Australia is, for me, a land of paradoxes. It’s as far away from America as I can get, and yet the most familiar place I’ve been so far. It’s full of people who don’t blink an eye at signs warning crocodiles will eat you alive on this beach but also abbreviate everything in the cutest way possible (I mean, truckies?). Australians have great shops full of wildly expensive but beautiful flowy hippie dresses but are very attached to cargo shorts.
It’s giving me both reverse culture shock after solo traveling in Southeast Asia and an occasional bout of homesickness.
For a former British colony that’s still a Commonwealth (the Queen is on all their money), what Australia reminds me most of is America.
Car is king here. Yesterday I got lost in a car park because the only entrance to the grocery store is in there because of course you drive to get groceries. Today I got lost in what I thought was a car park but it turned out to just be most of the downtown area. The reviews for things always include a comment about parking availability. Just in like America, the car is in charge and the local waistlines reflect it.
Everyone is casually friendly here. This is something I have missed about America – the comfort of a quick chat to the Uber driver or fellow grocery shopper or passerby at a crosswalk. Not that people in the rest of the world aren’t friendly (Thailand isn’t called the Land of Smiles for nothing) but the gentle and superficial banter of two strangers is pretty rare. And as a smiley, chatty American, I love it.
Food comes in portions big enough to feed my whole hostel dorm room and covered in cheese, especially in Queensland. This part of Australia was described by my Irish-born (from West Cork, actually!) Airbnb host as “The Texas of Australia”. I ordered the Paris Eggs at a cafe here for breakfast and expected something light and lovely. What I got was a bowl of veggies soaked in butter, covered in a thick layer of cheese, accompanied by butter-soaked toast and potatoes. Texas vibes indeed.
Did I mention the cargo shorts?
Close and yet so far
But it’s not home. They drive on the opposite side of the road and eat crumpets and drink flat whites and do Tim Tam slams (fucking delicious, by the way). They use the Celsius temperature system, much to my math-deficient dismay. There’s a whole different vocabulary full of bogans and roos and jaffles. And I’m reminded that I’ve never been farther from home.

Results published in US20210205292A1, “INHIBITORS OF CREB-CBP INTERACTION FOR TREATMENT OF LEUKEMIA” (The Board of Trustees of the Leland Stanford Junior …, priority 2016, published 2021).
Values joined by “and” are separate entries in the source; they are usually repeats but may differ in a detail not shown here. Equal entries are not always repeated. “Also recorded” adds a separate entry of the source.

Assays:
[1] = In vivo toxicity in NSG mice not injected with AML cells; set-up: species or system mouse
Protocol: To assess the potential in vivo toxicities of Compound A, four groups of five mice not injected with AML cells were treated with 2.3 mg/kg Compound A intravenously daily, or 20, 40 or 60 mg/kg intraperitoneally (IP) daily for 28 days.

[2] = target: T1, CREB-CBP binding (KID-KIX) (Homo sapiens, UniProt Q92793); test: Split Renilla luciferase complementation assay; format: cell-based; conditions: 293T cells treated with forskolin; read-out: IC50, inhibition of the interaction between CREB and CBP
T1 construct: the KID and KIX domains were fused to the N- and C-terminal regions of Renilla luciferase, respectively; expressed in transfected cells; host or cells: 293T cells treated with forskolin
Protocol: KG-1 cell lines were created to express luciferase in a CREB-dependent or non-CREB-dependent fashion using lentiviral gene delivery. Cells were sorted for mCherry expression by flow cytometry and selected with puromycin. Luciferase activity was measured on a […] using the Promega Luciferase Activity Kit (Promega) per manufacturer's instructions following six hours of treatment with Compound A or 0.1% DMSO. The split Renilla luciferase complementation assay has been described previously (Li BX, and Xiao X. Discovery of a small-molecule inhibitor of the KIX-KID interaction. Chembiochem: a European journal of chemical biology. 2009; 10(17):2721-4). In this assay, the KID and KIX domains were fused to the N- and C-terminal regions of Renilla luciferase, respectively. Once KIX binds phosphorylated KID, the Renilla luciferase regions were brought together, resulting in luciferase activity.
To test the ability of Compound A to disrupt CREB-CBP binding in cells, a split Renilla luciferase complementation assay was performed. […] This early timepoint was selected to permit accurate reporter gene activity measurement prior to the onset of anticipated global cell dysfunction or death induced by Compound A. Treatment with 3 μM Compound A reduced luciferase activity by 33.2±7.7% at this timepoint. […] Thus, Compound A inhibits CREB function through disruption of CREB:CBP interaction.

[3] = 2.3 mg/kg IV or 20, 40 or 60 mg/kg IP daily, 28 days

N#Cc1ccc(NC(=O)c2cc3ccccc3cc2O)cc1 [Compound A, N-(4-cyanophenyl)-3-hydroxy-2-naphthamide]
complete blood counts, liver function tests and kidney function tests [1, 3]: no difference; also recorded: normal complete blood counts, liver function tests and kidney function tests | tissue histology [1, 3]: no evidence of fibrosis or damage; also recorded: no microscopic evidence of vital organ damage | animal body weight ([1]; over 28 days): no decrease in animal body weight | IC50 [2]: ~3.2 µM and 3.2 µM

The combination of far-ness and familiarity is throwing me for a little loop. And so much here feels a little dull after the vibrancy and chaos of Southeast Asia. Basics brunching, avocado toast and lattes everywhere, frumpy suburban dads in baggy tee shirts, dull skyscrapers lining the city streets. All those vast depressing parking lots.
Antipodean attitude adjustment
So I’m both a little bored and a little homesick. And I wasn’t expecting any of this. It’s a whole continent on the other side of the world! The birds can violently disembowel me! The toilets flush backwards! (I assume, anyways, having lived an exciting enough life that I have no idea which way toilets usually flush.)
This might have seemed like a crisis to me a few months ago. But by now, I am accepting of the flashes of homesickness that sweep over me at the oddest times. It’s only natural, after all. Before I left on this trip, I’d never traveled for more than a week at a time. And now I’m off on my own for a whole year. It would be odd if I didn’t feel the odd pang of longing for home.
Also one thing meditation has taught me (hippie time!) is that it’s possible to feel an emotion without reacting to it. I can notice the longing that washes in with the tide as I watch the sun setting over the ocean, just like it does at my grandma’s. I don’t need to make it go away, and I don’t need to wallow in it. Emotions are always coming and going, like the sun appearing and disappearing over the horizon. I can just watch them and leave them be.
Boredom is usually an indicator I’m being lazy in my planning too. After all, as a solo traveler I’m the boss. A little boredom is wonderful for creativity, but too much is easily fixable. So I don’t love eating giant cheese bombs and wandering car parks? I do love ancient cultures, and Australia has the world’s oldest continuous culture in the aboriginal people who still live here. I’m off to find out so much more and feed my unceasing curiosity about our human past.